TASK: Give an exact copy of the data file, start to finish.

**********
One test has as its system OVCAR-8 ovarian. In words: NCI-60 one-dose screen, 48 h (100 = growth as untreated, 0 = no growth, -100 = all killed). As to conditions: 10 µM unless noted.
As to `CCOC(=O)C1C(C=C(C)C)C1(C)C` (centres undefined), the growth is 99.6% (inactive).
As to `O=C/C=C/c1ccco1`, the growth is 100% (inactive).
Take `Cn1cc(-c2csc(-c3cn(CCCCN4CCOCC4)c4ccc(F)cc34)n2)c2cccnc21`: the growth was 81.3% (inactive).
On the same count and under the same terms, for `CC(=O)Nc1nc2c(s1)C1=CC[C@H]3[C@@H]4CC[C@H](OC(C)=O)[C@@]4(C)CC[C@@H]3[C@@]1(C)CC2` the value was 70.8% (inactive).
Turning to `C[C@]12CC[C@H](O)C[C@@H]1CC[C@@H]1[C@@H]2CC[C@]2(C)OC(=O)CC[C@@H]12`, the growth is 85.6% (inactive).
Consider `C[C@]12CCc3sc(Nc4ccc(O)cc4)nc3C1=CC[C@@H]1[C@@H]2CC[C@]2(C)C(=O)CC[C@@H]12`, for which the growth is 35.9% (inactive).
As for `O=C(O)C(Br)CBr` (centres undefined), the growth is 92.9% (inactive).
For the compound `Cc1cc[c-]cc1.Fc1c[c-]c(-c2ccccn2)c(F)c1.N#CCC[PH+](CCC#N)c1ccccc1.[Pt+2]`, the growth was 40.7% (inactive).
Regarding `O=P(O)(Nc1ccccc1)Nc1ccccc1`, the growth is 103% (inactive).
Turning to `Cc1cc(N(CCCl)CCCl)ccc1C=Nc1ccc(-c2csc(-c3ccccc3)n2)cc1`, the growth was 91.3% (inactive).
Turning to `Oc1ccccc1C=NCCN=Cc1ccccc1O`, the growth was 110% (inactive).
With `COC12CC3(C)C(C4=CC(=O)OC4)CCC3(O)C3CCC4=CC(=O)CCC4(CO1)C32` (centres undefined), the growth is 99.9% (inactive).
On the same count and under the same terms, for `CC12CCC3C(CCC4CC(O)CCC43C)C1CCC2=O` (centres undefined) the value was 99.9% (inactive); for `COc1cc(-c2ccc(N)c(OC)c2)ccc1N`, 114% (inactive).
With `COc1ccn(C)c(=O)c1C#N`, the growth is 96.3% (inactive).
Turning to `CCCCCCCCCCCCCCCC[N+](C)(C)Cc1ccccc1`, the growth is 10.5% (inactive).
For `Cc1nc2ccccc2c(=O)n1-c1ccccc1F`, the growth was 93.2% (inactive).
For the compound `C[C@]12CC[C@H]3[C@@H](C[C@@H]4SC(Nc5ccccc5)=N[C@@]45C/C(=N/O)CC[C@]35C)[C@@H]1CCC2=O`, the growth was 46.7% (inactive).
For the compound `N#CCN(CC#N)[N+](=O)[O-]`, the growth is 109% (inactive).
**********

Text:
One test has as its system OVCAR-8 ovarian. In words: NCI-60 one-dose screen, 48 h (100 = growth as untreated, 0 = no growth, -100 = all killed). As to conditions: 10 µM unless noted.
As to `CCOC(=O)C1C(C=C(C)C)C1(C)C` (centres undefined), the growth is 99.6% (inactive).
As to `O=C/C=C/c1ccco1`, the growth is 100% (inactive).
Take `Cn1cc(-c2csc(-c3cn(CCCCN4CCOCC4)c4ccc(F)cc34)n2)c2cccnc21`: the growth was 81.3% (inactive).
On the same count and under the same terms, for `CC(=O)Nc1nc2c(s1)C1=CC[C@H]3[C@@H]4CC[C@H](OC(C)=O)[C@@]4(C)CC[C@@H]3[C@@]1(C)CC2` the value was 70.8% (inactive).
Turning to `C[C@]12CC[C@H](O)C[C@@H]1CC[C@@H]1[C@@H]2CC[C@]2(C)OC(=O)CC[C@@H]12`, the growth is 85.6% (inactive).
Consider `C[C@]12CCc3sc(Nc4ccc(O)cc4)nc3C1=CC[C@@H]1[C@@H]2CC[C@]2(C)C(=O)CC[C@@H]12`, for which the growth is 35.9% (inactive).
As for `O=C(O)C(Br)CBr` (centres undefined), the growth is 92.9% (inactive).
For the compound `Cc1cc[c-]cc1.Fc1c[c-]c(-c2ccccn2)c(F)c1.N#CCC[PH+](CCC#N)c1ccccc1.[Pt+2]`, the growth was 40.7% (inactive).
Regarding `O=P(O)(Nc1ccccc1)Nc1ccccc1`, the growth is 103% (inactive).
Turning to `Cc1cc(N(CCCl)CCCl)ccc1C=Nc1ccc(-c2csc(-c3ccccc3)n2)cc1`, the growth was 91.3% (inactive).
Turning to `Oc1ccccc1C=NCCN=Cc1ccccc1O`, the growth was 110% (inactive).
With `COC12CC3(C)C(C4=CC(=O)OC4)CCC3(O)C3CCC4=CC(=O)CCC4(CO1)C32` (centres undefined), the growth is 99.9% (inactive).
On the same count and under the same terms, for `CC12CCC3C(CCC4CC(O)CCC43C)C1CCC2=O` (centres undefined) the value was 99.9% (inactive); for `COc1cc(-c2ccc(N)c(OC)c2)ccc1N`, 114% (inactive).
With `COc1ccn(C)c(=O)c1C#N`, the growth is 96.3% (inactive).
Turning to `CCCCCCCCCCCCCCCC[N+](C)(C)Cc1ccccc1`, the growth is 10.5% (inactive).
For `Cc1nc2ccccc2c(=O)n1-c1ccccc1F`, the growth was 93.2% (inactive).
For the compound `C[C@]12CC[C@H]3[C@@H](C[C@@H]4SC(Nc5ccccc5)=N[C@@]45C/C(=N/O)CC[C@]35C)[C@@H]1CCC2=O`, the growth was 46.7% (inactive).
For the compound `N#CCN(CC#N)[N+](=O)[O-]`, the growth is 109% (inactive).